Evergreen funds

Mark Aspinall 14 December 2021

What are evergreen funds? And what are the benefits?
Central grant is diminishing (by 37% in real terms in the decade up to 2020 according to the Institute for Government) and despite this councils are under increasing pressure to deliver their legally mandated services. That creates great pressure on finding ways to fill the funding gap (for organisations that cannot borrow to pay for day-to-day services).

One of the tools that is now coming up in discussion with increasing frequency is an evergreen fund. So what is that? Quite simply, it is a pool of money that is used to make a range of equity investments - usually in housing connected projects so that the investments are secured - that fit with the council’s objectives. Those investments are typically in the council’s own borough or region. Whilst they typically start quite small (particularly if it’s a pilot) over time it creates a vehicle which eventually becomes self financing and can even give the organisation a return over and above the core delivery of housing strategy objectives.

Over time this builds into a pot that is self financing and, with careful management, continues to grow (some angel investment groups take this approach for instance). The limitation is that those investments need to be equity based (real assets) which can give a return, rather than services which typically have limited revenue generation opportunities.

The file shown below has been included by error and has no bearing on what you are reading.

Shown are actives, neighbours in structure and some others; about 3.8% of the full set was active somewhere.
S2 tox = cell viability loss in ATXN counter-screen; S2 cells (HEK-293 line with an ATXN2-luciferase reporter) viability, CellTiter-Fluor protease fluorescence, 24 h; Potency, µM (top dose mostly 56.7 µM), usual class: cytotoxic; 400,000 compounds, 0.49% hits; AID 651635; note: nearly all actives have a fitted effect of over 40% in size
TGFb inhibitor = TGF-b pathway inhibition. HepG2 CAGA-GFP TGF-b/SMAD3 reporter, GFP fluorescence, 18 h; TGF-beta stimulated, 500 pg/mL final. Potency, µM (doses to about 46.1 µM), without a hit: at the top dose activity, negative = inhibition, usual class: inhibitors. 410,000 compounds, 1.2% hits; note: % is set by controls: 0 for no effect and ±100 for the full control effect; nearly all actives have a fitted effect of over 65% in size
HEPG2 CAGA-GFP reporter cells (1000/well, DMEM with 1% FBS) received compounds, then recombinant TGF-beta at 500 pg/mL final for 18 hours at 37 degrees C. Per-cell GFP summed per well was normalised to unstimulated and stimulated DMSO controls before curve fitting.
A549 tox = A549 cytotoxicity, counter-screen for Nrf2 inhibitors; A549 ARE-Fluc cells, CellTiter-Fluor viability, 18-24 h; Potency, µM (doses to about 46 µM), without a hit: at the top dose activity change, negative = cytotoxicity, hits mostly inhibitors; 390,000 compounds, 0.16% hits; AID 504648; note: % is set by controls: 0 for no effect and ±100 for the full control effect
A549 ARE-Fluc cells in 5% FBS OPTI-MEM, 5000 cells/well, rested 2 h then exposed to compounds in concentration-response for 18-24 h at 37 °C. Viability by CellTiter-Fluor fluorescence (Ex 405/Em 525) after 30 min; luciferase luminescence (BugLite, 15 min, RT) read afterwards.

Evergreen funds take time to establish and build and need to be carefully designed and managed but the effort is worth it as there are three key benefits that make this approach particularly powerful:

  1. Once the assets are on the balance sheet of your investment vehicle you may be able to borrow further sums from financial institutions (typically at significantly less than 1% currently) further accelerating the growth of the fund.
  2. Usually, and particularly if it’s an ‘arms-length’ vehicle from the council, the funds can be flexed between approved projects much more simply than if they are stand-alone with discrete funding for each.
  3. With careful contracting it may be possible to ensure that the asset pool that gets built up on behalf of the council is not subject to ‘right to buy’ rules and the housing stock remains available to deliver to local community needs.

However you’re planning to make your budget balance, now might be a really good time to consider including an evergreen fund. What you will need; a cautious approach, a sound rationale for each investment and finally, patience!

NB: this is a simplified overview of evergreen funds and should not be taken as an investment recommendation. You should always seek professional advice before making any funding decisions.